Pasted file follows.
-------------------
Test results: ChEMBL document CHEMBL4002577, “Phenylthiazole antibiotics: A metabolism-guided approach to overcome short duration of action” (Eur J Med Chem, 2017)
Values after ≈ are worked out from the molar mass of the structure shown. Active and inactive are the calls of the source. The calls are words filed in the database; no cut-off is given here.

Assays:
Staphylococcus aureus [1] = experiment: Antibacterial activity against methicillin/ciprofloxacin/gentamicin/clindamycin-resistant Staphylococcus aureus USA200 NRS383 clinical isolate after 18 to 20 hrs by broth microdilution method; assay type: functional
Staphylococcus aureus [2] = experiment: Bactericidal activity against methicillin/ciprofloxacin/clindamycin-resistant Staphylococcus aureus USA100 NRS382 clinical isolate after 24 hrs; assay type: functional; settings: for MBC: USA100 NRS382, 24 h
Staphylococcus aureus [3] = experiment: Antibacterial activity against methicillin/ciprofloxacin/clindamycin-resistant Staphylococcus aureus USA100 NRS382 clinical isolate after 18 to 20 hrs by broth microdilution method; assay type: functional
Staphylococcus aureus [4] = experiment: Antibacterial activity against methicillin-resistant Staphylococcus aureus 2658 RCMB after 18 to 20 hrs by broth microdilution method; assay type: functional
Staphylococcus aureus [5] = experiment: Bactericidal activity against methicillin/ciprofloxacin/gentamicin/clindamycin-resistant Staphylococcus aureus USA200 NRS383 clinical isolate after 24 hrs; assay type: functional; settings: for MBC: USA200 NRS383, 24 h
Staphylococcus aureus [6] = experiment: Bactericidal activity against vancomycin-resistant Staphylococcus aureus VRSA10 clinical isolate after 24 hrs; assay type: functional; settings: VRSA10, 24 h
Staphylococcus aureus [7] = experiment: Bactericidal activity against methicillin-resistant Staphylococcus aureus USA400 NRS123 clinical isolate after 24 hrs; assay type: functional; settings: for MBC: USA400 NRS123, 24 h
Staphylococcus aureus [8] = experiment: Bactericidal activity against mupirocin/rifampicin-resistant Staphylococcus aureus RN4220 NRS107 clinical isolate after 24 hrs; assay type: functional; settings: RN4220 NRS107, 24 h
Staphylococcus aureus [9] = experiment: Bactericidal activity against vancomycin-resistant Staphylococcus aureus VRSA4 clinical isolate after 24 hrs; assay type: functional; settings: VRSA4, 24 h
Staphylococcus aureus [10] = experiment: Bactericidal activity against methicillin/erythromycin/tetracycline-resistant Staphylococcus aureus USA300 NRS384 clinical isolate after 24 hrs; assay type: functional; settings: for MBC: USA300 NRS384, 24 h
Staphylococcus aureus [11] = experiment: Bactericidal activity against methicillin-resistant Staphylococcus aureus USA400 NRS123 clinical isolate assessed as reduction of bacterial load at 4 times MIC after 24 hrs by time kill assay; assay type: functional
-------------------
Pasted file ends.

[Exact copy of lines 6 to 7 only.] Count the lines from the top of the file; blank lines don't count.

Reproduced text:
Staphylococcus aureus [3] = experiment: Antibacterial activity against methicillin/ciprofloxacin/clindamycin-resistant Staphylococcus aureus USA100 NRS382 clinical isolate after 18 to 20 hrs by broth microdilution method; assay type: functional
Staphylococcus aureus [4] = experiment: Antibacterial activity against methicillin-resistant Staphylococcus aureus 2658 RCMB after 18 to 20 hrs by broth microdilution method; assay type: functional